QING HUA DUMPLING
Well, maybe someone has heard prayers for soup dumplings.
Imagine my surprise driving along St. Marc and spying this joint near Tupper that promises those elusive dumplings.
It's a spare, tiny, all-white basement space with three foldout tables and about 12 or so folding chairs, a cash register in the back, and a little counter with condiments, napkins and utensils and such.
But when I was there, all the seats were filled, mostly by Chinese university students chattering away in Mandarin and chowing down dumplings.
I didn't have time to sit and indulge so take out it was.
It's a one sheet paper menu with over 20 different dumplings, grouped under:
Seafood, Seafood with Meat
Pork, Beef, Lamb
plus a smattering of appetizers and other dishes.
But dumplings are pretty much it. They come boiled or steamed, 18 per order, ranging from 7 to 14 bucks.
The helpful cashier-waitress recommended the pork and seafood and lamb coriander.
Not feeling like lamb, I got the beef coriander, boiled, and the pork and seafood, steamed.
It takes 25 minutes for the prep and cooking.
But I think it was well worth the wait.
I am no expert on soup dumplings but BOY did these taste good.
And she did warn me about biting into these succulent bits "because there's soup inside."
Juicy explosions abound!
The beef and coriander were fab, though I am prejudiced since I love coriander.
The pork ones were okay, with a little half of a shrimp and a faint ginger taste.
I preferred the boiled: brings out the doughyness which I also love.
Not sure if soup dumplings are supposed to be like that, but they were similar to what I've eaten in NYC.
BUT they looked like regular, oblong dumplings, thick wrapper, crimped along the top.
Are they supposed to look like little, round, thick-wrapped dumplings with twisted tops? I've seen and eaten both.
No matter:I gobbled them up.
Dumplings are their speciality, handmade they say, but I spied two tables snarfing down beef on huge bones, like the pork ones I've eaten at Lao Beijing. And they even had the requisite plastic gloves. When I queried, the gal says it's on the menu under "Salads"(?!?!) which is all in Chinese by the way. (More on that later) It's 6th on the list. And when I mentioned I'd eaten something similar on Cote-des-Neiges, she said straightaway, "Oh, Lao Beijing!"
The menu is in Chinese and English, except for several items (like the Salads section that includes those yummy looking meaty bones). So next visit, I'll ask for translations!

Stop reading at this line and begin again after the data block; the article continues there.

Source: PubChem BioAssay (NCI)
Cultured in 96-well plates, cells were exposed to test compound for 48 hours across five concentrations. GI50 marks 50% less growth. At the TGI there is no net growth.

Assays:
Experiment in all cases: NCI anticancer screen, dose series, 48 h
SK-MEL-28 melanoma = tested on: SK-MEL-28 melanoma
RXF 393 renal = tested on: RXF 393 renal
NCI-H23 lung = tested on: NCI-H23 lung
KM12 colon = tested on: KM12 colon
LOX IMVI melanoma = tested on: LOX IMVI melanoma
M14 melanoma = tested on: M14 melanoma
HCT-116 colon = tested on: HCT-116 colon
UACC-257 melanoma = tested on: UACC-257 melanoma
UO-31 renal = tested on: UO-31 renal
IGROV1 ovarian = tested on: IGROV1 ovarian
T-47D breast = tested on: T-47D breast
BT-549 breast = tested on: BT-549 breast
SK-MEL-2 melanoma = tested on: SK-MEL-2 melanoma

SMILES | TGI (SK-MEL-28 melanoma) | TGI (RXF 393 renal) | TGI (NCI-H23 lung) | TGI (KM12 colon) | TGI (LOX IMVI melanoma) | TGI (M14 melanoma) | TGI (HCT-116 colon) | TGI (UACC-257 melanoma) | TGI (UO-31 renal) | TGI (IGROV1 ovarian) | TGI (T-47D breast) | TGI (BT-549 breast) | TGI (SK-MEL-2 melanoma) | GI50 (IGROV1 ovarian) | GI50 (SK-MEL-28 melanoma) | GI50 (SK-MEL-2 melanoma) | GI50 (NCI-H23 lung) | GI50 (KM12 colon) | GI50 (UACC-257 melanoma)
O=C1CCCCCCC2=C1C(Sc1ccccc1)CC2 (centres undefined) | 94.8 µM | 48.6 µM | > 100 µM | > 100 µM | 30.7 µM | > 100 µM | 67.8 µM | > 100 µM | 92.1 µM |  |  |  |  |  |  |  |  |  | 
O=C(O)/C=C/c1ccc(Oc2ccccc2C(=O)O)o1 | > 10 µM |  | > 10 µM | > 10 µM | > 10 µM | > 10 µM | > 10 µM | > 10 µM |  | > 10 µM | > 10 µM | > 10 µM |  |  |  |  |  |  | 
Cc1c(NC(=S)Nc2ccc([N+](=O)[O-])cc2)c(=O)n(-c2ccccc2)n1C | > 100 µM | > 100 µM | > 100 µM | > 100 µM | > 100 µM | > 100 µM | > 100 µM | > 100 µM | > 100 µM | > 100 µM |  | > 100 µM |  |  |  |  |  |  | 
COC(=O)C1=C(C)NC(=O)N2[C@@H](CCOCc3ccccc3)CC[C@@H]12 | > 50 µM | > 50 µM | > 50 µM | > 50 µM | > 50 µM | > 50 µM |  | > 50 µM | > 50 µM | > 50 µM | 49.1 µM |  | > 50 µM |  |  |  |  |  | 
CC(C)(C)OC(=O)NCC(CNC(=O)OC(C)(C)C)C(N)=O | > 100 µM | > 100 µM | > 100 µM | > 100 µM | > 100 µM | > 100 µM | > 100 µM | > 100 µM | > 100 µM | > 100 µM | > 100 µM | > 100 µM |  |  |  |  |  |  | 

They also had some lovely tea, herbal like, which the kind miss told me was sunflower. I thought maybe Chrysanthemum, it was faintly similar.
Hoping soup dumpling expert hounds can report on this place, and if it rates, encourage them!
YAY! I love soup dumplings!
I am certainly to indulge soon.
I would say that your description concerns me a little bit. My favorite soup dumplings have a very thin wrapper, so thin that you think you will break them when you touch them, but they have a surprising resiliency and a wonderful texture. So delicate. Also, I like the really fatty soups inside the dumpling. Now if these taste good, of course I'll forgive the thickness of the skin and eat them happily. But I'll keep on searching for the really thin skinned ones, they really are works of art, takes the hand of a master to get such perfect skins.
Thanks Chilipepper! I can't wait to try this place out! I have to say that the Chinese food scene is really looking up these days. Maybe it is just that I am paying attention more, but it is getting easier and easier to get a great Chinese meal in Montreal. It does seem the Concordia ghetto is the up and coming place for good, interesting, inexpensive Asian food.
They were probably closed for the Chinese New Year - some places in that area took the day or days off (like Resto du Bonheur or whatever it's called on St. Mathieu).
The woman told me they were open every day from 11 to 11.
1240 St. Marc corner Tupper in the basement on the west side